For 25 years, crime fiction fans have followed the cases of Detective Kinsey Milhone, the wry, self-deprecating lead character in the alphabetical mystery series of author Sue Grafton. Grafton, who is a Louisville native, just released her 20th Milhone novel, “T is for Trespass,“ and spoke with WFPL’s Susan Sweeney Crum about the character, the series and the future.
Kentucky’s education statistics are slowly improving. The Commonwealth has statistically ranked near the bottom in test scores and the number of college graduates in the state, but officials say those numbers are starting to change. Some credit the Post Secondary Education Improvement Act of ten years ago. Tune in to listen as Kentucky Council on Postsecondary Education’s Brad Cowgill discusses education reform with WFPL’s Heidi Caravan.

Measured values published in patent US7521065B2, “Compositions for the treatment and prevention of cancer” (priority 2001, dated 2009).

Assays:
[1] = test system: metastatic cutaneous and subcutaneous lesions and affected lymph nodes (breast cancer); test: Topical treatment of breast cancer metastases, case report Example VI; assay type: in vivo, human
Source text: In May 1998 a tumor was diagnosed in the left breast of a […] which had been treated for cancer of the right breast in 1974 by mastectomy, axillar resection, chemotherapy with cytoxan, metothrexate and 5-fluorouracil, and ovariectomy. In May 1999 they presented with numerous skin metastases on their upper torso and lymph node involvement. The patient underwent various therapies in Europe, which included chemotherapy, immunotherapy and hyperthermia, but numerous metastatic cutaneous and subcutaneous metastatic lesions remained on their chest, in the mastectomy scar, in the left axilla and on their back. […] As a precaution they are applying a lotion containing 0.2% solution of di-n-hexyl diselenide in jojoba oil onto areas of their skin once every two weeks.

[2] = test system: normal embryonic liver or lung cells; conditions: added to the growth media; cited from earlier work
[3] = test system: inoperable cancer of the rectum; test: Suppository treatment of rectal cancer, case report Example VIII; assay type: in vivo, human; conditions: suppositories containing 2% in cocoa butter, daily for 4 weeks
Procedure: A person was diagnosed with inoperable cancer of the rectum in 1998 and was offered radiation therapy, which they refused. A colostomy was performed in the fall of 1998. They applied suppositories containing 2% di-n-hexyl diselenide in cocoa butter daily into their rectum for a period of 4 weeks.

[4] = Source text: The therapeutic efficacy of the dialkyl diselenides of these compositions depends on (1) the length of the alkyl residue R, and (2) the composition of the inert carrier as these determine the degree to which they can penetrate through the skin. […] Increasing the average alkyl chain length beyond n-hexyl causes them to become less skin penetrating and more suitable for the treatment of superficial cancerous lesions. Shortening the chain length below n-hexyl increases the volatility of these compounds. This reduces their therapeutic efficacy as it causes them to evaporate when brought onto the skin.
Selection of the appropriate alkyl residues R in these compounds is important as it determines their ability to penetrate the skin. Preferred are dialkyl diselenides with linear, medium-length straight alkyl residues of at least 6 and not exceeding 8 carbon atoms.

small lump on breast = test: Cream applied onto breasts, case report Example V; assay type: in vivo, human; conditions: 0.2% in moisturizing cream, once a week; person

Meanwhile, the Kentucky Chamber of Commerce has issued a report on postsecondary education compiled by a task force assembled last spring. WFPLs’ Rick Howlett talks with chamber President and CEO David Adkisson about the report.
Jefferson County’s Metropolitan Sewer District is entering the next phase of a major project to upgrade its sewer system. The goal is to curb the millions of gallons of untreated sewage that spill every year into local waterways. WFPL’s Kristin Espeland reports.
Reaction to “Meeting Resistance”
Earlier this month, Louisville audiences got to see a new documentary about the Iraq war that takes a controversial approach: It interviews Iraqis who are fighting American soldiers. WFPL’s Elizabeth Kramer went to see the film and the reaction.